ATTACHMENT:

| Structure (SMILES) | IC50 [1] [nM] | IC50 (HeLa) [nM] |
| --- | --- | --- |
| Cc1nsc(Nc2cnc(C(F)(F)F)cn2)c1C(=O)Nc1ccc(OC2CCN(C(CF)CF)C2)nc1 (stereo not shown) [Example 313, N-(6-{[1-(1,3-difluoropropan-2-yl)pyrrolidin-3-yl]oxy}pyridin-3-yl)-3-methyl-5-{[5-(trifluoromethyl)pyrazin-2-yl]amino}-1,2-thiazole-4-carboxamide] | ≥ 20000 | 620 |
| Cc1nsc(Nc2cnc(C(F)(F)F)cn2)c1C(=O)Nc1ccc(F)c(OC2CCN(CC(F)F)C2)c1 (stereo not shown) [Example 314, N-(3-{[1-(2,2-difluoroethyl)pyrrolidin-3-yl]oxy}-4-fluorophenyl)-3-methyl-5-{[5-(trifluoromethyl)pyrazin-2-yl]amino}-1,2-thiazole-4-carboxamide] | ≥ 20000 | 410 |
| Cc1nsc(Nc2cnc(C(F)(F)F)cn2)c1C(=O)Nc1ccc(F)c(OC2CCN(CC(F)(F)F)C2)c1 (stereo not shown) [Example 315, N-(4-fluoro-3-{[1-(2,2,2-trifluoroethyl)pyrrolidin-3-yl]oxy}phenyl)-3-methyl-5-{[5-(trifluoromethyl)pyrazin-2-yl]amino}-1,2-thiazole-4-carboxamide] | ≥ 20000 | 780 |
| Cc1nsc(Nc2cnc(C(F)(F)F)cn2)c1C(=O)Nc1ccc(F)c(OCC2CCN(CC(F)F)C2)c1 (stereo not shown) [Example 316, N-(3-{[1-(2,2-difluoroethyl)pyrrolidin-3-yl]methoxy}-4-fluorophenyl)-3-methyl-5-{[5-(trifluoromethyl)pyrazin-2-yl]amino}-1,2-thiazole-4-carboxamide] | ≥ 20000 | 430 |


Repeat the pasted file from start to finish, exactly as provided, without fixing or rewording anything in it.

| Structure (SMILES) | IC50 [1] [nM] | IC50 (HeLa) [nM] |
| --- | --- | --- |
| Cc1nsc(Nc2cnc(C(F)(F)F)cn2)c1C(=O)Nc1ccc(OC2CCN(C(CF)CF)C2)nc1 (stereo not shown) [Example 313, N-(6-{[1-(1,3-difluoropropan-2-yl)pyrrolidin-3-yl]oxy}pyridin-3-yl)-3-methyl-5-{[5-(trifluoromethyl)pyrazin-2-yl]amino}-1,2-thiazole-4-carboxamide] | ≥ 20000 | 620 |
| Cc1nsc(Nc2cnc(C(F)(F)F)cn2)c1C(=O)Nc1ccc(F)c(OC2CCN(CC(F)F)C2)c1 (stereo not shown) [Example 314, N-(3-{[1-(2,2-difluoroethyl)pyrrolidin-3-yl]oxy}-4-fluorophenyl)-3-methyl-5-{[5-(trifluoromethyl)pyrazin-2-yl]amino}-1,2-thiazole-4-carboxamide] | ≥ 20000 | 410 |
| Cc1nsc(Nc2cnc(C(F)(F)F)cn2)c1C(=O)Nc1ccc(F)c(OC2CCN(CC(F)(F)F)C2)c1 (stereo not shown) [Example 315, N-(4-fluoro-3-{[1-(2,2,2-trifluoroethyl)pyrrolidin-3-yl]oxy}phenyl)-3-methyl-5-{[5-(trifluoromethyl)pyrazin-2-yl]amino}-1,2-thiazole-4-carboxamide] | ≥ 20000 | 780 |
| Cc1nsc(Nc2cnc(C(F)(F)F)cn2)c1C(=O)Nc1ccc(F)c(OCC2CCN(CC(F)F)C2)c1 (stereo not shown) [Example 316, N-(3-{[1-(2,2-difluoroethyl)pyrrolidin-3-yl]methoxy}-4-fluorophenyl)-3-methyl-5-{[5-(trifluoromethyl)pyrazin-2-yl]amino}-1,2-thiazole-4-carboxamide] | ≥ 20000 | 430 |